A pesticide container for agricultural use, after being used, can still contain up to 4% of the original product, which represents a potential poisoning hazard for humans and animals, and contamination of the environment due to chemical residues.
For this reason, through the internal audits performed by Eleven Rivers, handling these empty containers is a practice being evaluated in order to prevent and protect human and animal health, and also the environment within the companies which are members of the Veggies From Mexico community.
When an agricultural pesticide is purchased, the farmer must verify the expiration date and COFEPRIS’ Coordinated Health Registration, which are printed on the product label. Finally, empty containers must be stored in a suitable place (temporary collection centers) so these can be washed and punctured while waiting to be taken to final confinement.
Single-use pesticide containers must not be reused or refilled once their content has been used due to their contamination potential. The only situation where a container may be reused is when filled with an identical product being transferred from another damaged container.
Washing saves money. An empty container may contain from 1.5% to 4% of its initial content. By rinsing and adding the residual wash into the tank, the pesticide is not wasted;
Recycling and disposing a washed container is less expensive. The contamination of the residual pesticide will be low enough for it to be classified as a non-hazardous waste.
A properly rinsed container minimizes the risks of soil contamination, surface and underground waters;
Rinsing the container after it has been emptied reduces the exposure potential to users, general public and animals;
Properly rinsed containers can be recycled into other products, instead of requiring their destruction as hazardous waste.
Washing containers is a key part of any single-use container management plan, as it reduces the hazards associated to subsequent processes and the risks these represent for public health and the environment.
The cleaning methodology to be used will depend on the physical and chemical characteristics of the pesticide. All the products which are emulsifying concentrates and water soluble are rinsed with water for cleaning, and the products made with oil must be rinsed with the help of certain solvents.
It is important to remember that when choosing the wrong cleaning methodology, the best thing that could happen is that it is ineffective, and the worst thing is that it is dangerous. For example, some pesticide formulations are reactive to water; and if triple wash is used, there may be a violent reaction.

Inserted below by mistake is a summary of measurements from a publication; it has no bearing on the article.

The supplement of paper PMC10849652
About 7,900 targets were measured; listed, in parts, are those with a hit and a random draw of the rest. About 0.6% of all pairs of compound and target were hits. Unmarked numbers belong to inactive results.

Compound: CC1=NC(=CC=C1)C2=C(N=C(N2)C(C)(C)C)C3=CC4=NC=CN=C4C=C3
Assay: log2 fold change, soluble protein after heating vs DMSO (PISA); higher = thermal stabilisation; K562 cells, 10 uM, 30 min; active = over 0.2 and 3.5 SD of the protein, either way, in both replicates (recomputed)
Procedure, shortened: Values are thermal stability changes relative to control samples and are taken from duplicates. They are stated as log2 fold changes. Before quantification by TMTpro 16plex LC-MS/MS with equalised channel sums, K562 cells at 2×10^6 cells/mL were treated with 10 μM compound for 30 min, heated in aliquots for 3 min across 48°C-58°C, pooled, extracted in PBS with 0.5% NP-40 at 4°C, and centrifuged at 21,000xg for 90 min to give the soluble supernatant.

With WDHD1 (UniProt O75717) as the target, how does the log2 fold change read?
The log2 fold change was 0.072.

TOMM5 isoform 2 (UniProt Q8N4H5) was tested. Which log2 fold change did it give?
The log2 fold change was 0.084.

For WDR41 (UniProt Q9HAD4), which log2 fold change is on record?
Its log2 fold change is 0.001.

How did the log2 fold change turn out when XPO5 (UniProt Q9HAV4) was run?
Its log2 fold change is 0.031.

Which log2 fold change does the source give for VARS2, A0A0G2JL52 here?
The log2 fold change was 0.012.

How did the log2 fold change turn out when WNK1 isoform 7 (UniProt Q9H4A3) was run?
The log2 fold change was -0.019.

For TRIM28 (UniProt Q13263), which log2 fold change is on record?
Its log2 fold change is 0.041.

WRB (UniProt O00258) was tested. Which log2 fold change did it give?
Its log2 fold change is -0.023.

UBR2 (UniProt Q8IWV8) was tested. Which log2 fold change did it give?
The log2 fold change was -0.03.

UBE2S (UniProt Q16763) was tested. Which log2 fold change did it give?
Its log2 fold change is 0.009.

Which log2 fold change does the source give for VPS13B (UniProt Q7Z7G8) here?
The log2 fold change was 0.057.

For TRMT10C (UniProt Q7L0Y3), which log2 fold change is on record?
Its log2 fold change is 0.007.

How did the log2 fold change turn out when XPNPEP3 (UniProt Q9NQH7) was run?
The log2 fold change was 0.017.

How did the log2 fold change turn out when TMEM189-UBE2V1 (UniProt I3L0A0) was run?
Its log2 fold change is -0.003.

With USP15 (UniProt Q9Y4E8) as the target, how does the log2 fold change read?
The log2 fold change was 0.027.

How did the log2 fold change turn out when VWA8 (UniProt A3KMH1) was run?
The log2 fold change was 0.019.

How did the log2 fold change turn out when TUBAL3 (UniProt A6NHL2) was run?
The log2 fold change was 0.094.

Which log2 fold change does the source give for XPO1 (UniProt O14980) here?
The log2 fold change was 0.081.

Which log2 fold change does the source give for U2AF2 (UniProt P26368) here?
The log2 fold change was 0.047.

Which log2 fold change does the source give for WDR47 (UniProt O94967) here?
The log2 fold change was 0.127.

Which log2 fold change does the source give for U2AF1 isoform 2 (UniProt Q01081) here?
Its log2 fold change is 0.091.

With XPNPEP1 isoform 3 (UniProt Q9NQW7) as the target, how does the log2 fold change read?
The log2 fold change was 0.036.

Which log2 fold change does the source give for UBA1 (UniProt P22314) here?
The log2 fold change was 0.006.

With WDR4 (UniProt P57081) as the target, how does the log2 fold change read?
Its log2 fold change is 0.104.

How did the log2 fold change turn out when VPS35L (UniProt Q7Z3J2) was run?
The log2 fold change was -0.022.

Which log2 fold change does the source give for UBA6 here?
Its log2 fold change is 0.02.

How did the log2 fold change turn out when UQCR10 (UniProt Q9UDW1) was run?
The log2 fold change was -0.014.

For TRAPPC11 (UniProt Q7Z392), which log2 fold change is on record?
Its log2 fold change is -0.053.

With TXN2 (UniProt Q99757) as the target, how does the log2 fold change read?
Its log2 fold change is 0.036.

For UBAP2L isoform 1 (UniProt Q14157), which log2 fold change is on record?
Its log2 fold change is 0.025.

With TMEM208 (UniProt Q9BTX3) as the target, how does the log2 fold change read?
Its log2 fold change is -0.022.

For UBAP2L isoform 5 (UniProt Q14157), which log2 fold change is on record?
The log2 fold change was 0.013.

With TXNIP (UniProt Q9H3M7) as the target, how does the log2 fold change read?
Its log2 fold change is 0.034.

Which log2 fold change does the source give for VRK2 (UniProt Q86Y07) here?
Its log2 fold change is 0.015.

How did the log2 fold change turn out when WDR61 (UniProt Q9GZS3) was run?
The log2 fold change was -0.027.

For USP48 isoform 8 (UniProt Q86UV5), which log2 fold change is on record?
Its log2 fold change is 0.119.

It is essential that the effective rinse of containers is performed as soon as possible after using the pesticide. This will determine all subsequent activities.
Triple wash. Triple wash is the method to use when there is not one specific mechanical rinse equipment available.
Immediately after using the whole product, drain the empty container over the mixture tank for 30 seconds.
Add water to a quarter of the container.
Close the container and shake it for 30 seconds.
Pour the contents into the tank and let drip for 30 seconds.
Repeat these steps 3 times.
Puncture the container so that it cannot be used again. Let it dry and take it to the nearest collection center.
Pressure wash. It is the most efficient method to wash containers, providing a high degree of safety for the operator, as it is performed by using special equipment.
Currently, Campo Limpio has a LAPE Campaign (Wash, Save, Puncture and Deliver (o WSPD, en Inglés).
Separate per type of container: sturdy, flexible or metal; only sturdy containers will be triple washed, and all the containers are returned.
Flexible containers are not triple washed, as they should only be placed in transparent plastic bags.
LAPE campaign (o WSPD Campaign, en Inglés).
Once containers are taken to the collection center, they are prepared for their final destination, which is the last phase of the process for proper disposal of empty containers from products for crop protection and similar, which must be disposed in a place ensuring the comprehensive management of these wastes.
Traditional recycling, incineration, co-processing and melting are the final destinations ensuring environmental, technological, economic and social effectiveness necessary for a comprehensive waste management.
For example, with traditional recycling, some products can be manufactured such as: posts, stakes, pallets, bags to collect empty containers, manhole covers, agricultural sewer pipelines, hoses, tape, etc.
Remember that preserving a Clean Field (“Campo Limpio” in Spanish) is a shared responsibility between farmers, consumers, companies and the government!
For reference, here is the link to website: https://campolimpio.org.mx/